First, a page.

Provision #221: Establish your Boundaries

Laser Provision

What are you putting up with right now? Do people say or do things that drive you crazy? Then thisProvision is for you. Read on to learn how to turn that list of complaints into a list of boundaries, boundaries that you can establish effectively in order to have the life of your dreams.

LifeTrek Provision

Last week I raised the issue of boundaries by reprinting my commentary on the subject, “Just Say No,” from May of 1999. It’s time to say more. In the two years since I wrote that issue, I have worked actively with more than 60 coaching clients and have spoken to hundreds of people in a wide variety of settings from all walks of life.

Based on this experience, it’s safe to say that the issue of boundaries ranks near the top of people’s concerns and agendas. Knowing how to set, establish, maintain, and police your personal and professional boundaries is a fundamental habit for success. No one can be successful in life and work until they master this ability.

Without clear and effective boundaries, the world will run you ragged and hold you hostage to its ever-changing agenda. With clear and effective boundaries, you will enter into a dynamic partnership with the world marked by trust, confidence, and genuine accomplishment. When boundaries are up and running well, life is good.

Remember the distinction between standards and boundaries. Standards are what you hold yourself to while boundaries are what you hold others to. If, on principle, you refuse to use illegal substances • that’s a standard. If, on principle, you refuse to be with people who are using illegal substances • that’s a boundary. The standard reflects your identity in positive ways; the boundary protects your identity from negative ways.

Do you have a clear set of boundaries? I would guess not. Most people don’t. They can usually identify the things that people say or do to them or around them that drive them crazy, but they have usually not established those things as boundaries • either in their own mind or in the minds of others. As a result, the violations continue at great expense. They compromise not only peace of mind but physical health and overall performance.

I like the process that Coach University has identified for establishing boundaries. It begins with making a list of the things that are driving you crazy. They may be little things • like someone asking you to do things at the last minute • or big things • like someone being physically or verbally abusive. Whatever they are, they are specific. That someone has a name. That violation has a date, time, and place. You know exactly what they are.

Once you have the list, you can begin the process of establishment, communication, and enforcement. Coach University has identified this as a sequential 4-step process: inform, request, demand, and leave. They derive this process from real property. If you have land and you want to protect your privacy, you inform people to stay off your property by erecting a fence and posting signs. If someone hops the fence, you ask them to leave. If they hop the fence again, you call the police and run them off. If it happens continually, with a steady stream of trespassers, you sell the property and buy something more remote.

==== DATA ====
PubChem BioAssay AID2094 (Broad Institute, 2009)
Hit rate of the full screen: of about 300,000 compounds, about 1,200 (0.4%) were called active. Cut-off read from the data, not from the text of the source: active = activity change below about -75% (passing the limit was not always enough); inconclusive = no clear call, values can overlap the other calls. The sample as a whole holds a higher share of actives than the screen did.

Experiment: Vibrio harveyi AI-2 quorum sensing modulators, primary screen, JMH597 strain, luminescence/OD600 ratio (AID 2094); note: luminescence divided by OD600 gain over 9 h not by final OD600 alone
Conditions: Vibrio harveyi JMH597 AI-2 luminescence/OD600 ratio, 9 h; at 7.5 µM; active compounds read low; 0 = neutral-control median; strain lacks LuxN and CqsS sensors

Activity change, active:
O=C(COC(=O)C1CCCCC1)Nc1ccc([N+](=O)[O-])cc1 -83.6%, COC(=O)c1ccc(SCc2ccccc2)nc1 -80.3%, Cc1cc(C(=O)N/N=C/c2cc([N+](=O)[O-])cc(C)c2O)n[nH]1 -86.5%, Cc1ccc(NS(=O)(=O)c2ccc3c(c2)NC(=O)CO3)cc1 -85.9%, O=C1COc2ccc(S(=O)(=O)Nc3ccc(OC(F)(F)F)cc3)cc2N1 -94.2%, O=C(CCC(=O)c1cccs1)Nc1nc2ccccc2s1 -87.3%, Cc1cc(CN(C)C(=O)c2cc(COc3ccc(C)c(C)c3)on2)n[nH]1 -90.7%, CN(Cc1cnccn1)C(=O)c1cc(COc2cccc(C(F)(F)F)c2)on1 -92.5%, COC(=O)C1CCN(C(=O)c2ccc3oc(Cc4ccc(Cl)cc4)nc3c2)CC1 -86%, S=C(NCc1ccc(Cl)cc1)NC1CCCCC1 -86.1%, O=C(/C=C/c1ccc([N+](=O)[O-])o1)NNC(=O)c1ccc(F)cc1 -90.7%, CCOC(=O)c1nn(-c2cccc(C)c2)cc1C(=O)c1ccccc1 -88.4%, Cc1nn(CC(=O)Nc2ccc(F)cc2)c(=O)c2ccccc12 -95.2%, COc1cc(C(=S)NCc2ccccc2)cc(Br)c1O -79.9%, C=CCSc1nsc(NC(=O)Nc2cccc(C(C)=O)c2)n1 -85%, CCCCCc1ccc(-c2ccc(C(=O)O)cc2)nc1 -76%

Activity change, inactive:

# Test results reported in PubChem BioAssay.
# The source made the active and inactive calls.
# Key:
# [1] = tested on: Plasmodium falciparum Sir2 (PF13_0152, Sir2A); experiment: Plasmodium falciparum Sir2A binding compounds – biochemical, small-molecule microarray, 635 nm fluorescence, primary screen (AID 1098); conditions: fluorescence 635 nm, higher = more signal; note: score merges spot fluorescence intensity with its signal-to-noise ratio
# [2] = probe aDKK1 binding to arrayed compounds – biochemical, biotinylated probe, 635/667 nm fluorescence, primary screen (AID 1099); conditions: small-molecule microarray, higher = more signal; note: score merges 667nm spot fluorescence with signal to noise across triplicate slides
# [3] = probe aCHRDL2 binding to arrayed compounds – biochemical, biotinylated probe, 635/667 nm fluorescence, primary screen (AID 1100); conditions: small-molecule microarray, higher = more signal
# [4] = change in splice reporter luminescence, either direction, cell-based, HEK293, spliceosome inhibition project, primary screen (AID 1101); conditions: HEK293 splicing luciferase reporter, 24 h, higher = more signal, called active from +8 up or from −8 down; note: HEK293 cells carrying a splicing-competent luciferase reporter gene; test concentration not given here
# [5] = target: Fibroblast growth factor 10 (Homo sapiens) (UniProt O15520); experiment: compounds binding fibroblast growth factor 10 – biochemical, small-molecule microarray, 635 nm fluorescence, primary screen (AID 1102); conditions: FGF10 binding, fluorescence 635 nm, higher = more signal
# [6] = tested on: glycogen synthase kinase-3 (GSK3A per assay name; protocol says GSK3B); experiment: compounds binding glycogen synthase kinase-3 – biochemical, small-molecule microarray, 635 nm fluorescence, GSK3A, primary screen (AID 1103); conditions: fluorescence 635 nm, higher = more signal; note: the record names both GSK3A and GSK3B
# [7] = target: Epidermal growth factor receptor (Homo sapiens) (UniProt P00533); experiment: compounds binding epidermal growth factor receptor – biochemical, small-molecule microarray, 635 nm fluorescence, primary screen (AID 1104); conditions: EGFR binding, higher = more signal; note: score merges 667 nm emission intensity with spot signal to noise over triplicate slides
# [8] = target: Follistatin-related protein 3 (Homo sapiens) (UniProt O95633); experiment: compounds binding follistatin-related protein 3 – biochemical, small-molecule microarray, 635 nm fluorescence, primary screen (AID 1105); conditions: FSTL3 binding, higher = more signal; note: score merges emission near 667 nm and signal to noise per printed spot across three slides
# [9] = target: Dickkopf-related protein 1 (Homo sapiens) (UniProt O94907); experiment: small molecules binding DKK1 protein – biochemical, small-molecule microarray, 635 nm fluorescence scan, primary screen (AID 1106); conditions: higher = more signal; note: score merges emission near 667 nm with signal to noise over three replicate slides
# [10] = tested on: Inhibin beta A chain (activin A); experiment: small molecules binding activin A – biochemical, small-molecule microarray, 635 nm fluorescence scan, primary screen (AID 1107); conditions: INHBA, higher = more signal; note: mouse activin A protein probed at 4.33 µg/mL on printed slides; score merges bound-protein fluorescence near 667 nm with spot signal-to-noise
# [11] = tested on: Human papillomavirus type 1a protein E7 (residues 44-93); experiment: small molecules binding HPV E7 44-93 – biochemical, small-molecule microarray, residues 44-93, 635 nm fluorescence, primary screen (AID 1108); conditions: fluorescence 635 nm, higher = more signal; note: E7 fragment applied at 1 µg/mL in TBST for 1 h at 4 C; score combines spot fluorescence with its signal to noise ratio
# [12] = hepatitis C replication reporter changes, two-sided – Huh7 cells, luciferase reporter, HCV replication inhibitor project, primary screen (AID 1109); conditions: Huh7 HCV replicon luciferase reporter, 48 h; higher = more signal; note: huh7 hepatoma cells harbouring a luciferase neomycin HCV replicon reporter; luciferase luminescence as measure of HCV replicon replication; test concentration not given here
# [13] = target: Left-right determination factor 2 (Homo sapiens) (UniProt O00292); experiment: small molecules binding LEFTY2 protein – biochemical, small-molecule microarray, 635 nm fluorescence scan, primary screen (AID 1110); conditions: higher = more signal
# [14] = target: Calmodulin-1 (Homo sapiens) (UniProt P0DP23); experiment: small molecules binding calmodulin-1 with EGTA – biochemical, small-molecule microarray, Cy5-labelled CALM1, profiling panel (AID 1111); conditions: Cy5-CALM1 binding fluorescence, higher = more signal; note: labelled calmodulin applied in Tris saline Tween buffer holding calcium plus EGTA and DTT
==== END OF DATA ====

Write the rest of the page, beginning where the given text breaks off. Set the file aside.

So too with that list of things that are driving you crazy. Inform people of your new boundaries. Do this with a neutral emotional tone, not angry or hostile. Act as though your boundaries have never been violated. Post the signs. “You can no longer say or do this to me or around me.” If they violate them in the future, ask them to stop. If they do it again, demand that they stop. If they do it a third time, leave the situation quickly. Three strikes and you’re out, not three hundred and three.

The biggest challenge to implementing this process is our own fear. It takes courage to find your voice, set your boundaries, and hold people accountable. At first it may appear as though you risk losing the relationship entirely. The stakes are high when that relationship is a spouse or an employer. But better to lose the relationship than to suffer the stress of continual boundary violations. And guess what? Most of the time, people don’t lose the relationship. It simply gets better, with new ground rules in place.

That is my hope for you this week. That you identify your boundaries and that you communicate them to those who need to know. Communicate them with authority. They are, after all, your boundaries. You don’t have to justify, explain, or defend them. You just have to set, communicate, maintain, and police them. Whatever stress that may provoke in the short run will pale in comparison to the long term toleration of constant boundary violation. And in the end, you’ll have the relationships and the life of your dreams.

May you be filled with goodness, peace, and joy.

Bob Tschannen-Moran, MCC, BCC

President, LifeTrek Coaching Internationalwww.LifeTrekCoaching.com
CEO & Co-Founder, Center for School Transformationwww.SchoolTransformation.com
Immediate Past President, International Association of Coachingwww.CertifiedCoach.org
Author, Evocative Coaching: Transforming Schools One Conversation at a TimeOnline Retailers

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